Fed backs US bank rescue plan

Investment giant to get emergency loan in the face of a severe liquidity crisis.

    Bear Stearns said that it was getting an emergency loan from JPMorgan
    Chase in co-ordination with the Federal Reserve Bank of New York [AFP]



    The US central bank says it has voted to endorse an arrangement to help Bear Stearns Cos overcome a liquidity crunch.

    The Federal Reserve's announcement on Friday came in a statement amid plunging stocks on Wall Street over worries that the plan to ease the US investment giant's woes might not work.

    Bear Stearns said earlier that it was getting an emergency loan from JPMorgan Chase in co-ordination with the Federal Reserve Bank of New York.

    The Fed statement also pledged "to provide liquidity as necessary to promote the orderly functioning of the financial system".

    Mortgage-linked losses

    Bear Stearns has sustained hundreds of millions of dollars in losses in the mortgage-related credit crisis that erupted in  mid-2007.

    The company said the arrangement was a secured loan facility for up to 28 days  and that it was in talks with JPMorgan about permanent financing or other options.

    Bear Sterns acknowledged that its liquidity position had "significantly deteriorated" in the last 24 hours, forcing it to seek aid.

    'Market rumours'

    "Bear Stearns has been the subject of a multitude of market rumours regarding our liquidity," Alan Schwartz, the company's president and chief executive, said.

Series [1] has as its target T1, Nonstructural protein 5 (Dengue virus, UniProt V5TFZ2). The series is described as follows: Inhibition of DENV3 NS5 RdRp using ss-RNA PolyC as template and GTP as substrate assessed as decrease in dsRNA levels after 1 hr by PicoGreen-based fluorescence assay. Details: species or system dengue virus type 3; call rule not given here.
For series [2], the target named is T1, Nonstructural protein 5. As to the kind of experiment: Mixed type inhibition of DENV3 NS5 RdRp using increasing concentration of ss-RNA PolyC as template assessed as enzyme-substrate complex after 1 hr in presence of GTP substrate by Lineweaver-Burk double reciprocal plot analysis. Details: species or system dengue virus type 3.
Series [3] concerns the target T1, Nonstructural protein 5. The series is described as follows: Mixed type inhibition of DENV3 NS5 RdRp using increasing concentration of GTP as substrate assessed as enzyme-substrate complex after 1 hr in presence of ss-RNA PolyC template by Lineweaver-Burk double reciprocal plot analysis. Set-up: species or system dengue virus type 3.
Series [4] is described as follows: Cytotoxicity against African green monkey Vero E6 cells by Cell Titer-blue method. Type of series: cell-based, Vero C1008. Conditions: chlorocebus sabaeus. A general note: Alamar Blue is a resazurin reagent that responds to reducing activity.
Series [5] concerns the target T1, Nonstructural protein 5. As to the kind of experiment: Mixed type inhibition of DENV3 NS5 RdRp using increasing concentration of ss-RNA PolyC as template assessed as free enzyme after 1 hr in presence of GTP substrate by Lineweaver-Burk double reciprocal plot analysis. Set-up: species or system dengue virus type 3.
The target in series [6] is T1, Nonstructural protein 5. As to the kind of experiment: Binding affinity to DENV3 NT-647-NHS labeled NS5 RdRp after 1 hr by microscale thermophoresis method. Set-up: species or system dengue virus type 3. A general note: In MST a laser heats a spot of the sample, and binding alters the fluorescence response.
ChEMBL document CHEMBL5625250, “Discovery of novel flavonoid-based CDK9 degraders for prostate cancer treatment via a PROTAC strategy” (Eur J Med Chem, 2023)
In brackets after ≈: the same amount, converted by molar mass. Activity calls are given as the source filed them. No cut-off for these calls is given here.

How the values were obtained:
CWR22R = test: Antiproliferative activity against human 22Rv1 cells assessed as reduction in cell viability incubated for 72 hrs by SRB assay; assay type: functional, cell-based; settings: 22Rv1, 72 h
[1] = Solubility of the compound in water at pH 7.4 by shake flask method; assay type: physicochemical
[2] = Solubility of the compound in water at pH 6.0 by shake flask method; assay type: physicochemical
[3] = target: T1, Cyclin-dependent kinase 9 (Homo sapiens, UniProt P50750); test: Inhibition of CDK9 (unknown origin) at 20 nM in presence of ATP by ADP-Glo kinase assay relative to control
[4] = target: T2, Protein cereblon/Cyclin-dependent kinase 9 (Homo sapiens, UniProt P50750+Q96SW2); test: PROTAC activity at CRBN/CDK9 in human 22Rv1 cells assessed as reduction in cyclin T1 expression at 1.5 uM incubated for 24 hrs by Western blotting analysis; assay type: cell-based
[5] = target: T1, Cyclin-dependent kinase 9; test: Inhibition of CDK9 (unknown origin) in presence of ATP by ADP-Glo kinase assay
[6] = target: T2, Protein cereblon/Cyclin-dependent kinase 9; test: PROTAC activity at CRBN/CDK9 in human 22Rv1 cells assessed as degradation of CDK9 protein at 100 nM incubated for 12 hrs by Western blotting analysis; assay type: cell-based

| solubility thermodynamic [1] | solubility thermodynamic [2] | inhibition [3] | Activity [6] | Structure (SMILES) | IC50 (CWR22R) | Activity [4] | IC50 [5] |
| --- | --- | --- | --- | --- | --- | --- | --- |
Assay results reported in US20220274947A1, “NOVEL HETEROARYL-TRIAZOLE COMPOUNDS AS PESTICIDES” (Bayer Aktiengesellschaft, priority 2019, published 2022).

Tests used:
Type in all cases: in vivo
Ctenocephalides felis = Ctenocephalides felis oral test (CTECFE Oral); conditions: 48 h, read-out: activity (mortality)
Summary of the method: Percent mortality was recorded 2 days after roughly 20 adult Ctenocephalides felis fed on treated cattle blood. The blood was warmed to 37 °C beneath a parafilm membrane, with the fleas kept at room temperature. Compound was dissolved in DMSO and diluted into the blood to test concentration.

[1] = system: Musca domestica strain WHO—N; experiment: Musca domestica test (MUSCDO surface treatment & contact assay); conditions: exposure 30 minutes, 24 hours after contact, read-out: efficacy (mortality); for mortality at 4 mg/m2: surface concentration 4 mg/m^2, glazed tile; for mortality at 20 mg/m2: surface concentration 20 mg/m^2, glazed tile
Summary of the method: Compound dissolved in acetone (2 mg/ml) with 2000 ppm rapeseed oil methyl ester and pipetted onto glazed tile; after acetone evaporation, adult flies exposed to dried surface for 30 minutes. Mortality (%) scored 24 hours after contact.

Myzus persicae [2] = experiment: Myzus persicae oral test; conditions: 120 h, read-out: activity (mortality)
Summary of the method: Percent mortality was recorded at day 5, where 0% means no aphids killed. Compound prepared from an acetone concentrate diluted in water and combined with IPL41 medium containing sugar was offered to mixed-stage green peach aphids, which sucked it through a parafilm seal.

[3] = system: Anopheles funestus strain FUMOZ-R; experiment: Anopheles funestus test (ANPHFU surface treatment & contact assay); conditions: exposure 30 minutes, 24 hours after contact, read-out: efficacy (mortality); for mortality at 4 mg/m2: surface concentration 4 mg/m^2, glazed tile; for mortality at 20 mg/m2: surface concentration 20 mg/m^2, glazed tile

"We have tried to confront and dispel these rumours and parse fact from fiction. Nevertheless, amidst this market chatter, our liquidity position in the last 24 hours had significantly deteriorated.

    "We took this important step to restore confidence in us in the marketplace, strengthen our liquidity and allow us to continue  normal operations."

    JPMorgan Chase said the Fed, through its discount window, would provide its financing.

    The bank said it did not believe this transaction exposed its shareholders to "any material risk".

    SOURCE: Agencies


    YOU MIGHT ALSO LIKE

    John Pilger Q&A: 'US missiles are pointed at China'

    John Pilger Q&A: 'US missiles are pointed at China'

    Journalist John Pilger thinks the US and China might be on the path to war. "My film is a warning," he says.

    Why Jerusalem is not the capital of Israel

    Why Jerusalem is not the capital of Israel

    No country in the world recognises Jerusalem as Israel's capital.

    Sadly but frankly, Donald Trump is not going anywhere

    Sadly but frankly, Donald Trump is not going anywhere

    Trump isn't going to be impeached by this or perhaps any future Congress as currently constituted.